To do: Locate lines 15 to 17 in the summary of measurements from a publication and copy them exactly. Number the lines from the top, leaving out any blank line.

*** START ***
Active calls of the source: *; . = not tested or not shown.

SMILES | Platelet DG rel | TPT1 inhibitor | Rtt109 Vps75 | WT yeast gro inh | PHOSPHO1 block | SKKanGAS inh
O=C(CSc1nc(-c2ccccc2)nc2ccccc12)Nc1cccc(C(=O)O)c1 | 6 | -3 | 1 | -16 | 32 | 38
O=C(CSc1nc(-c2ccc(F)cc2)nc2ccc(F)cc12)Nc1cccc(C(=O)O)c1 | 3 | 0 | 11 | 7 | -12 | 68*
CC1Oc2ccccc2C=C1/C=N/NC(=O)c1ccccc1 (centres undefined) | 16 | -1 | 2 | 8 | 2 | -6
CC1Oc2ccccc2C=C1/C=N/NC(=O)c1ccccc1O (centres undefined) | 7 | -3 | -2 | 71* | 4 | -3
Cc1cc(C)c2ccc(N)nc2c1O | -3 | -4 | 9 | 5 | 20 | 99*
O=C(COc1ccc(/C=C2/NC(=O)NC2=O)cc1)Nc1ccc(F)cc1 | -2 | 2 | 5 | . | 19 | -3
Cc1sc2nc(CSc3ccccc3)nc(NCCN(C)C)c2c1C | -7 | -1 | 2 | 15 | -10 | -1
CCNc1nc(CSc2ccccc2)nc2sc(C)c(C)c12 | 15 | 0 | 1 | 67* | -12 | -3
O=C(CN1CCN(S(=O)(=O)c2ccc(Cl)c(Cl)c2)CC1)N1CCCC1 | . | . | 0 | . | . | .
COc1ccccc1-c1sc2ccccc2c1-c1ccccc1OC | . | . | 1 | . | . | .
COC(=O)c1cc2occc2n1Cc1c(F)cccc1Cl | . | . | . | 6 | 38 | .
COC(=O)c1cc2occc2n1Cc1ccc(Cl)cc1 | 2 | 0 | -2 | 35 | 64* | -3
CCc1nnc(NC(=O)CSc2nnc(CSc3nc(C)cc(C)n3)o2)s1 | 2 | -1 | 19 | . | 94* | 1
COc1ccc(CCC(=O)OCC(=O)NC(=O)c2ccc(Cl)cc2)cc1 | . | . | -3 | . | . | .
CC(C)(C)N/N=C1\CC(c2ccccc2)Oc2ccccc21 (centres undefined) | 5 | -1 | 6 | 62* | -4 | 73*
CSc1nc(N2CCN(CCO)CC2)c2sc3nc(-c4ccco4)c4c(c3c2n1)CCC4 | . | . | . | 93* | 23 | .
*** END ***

CCc1nnc(NC(=O)CSc2nnc(CSc3nc(C)cc(C)n3)o2)s1 | 2 | -1 | 19 | . | 94* | 1
COc1ccc(CCC(=O)OCC(=O)NC(=O)c2ccc(Cl)cc2)cc1 | . | . | -3 | . | . | .
CC(C)(C)N/N=C1\CC(c2ccccc2)Oc2ccccc21 (centres undefined) | 5 | -1 | 6 | 62* | -4 | 73*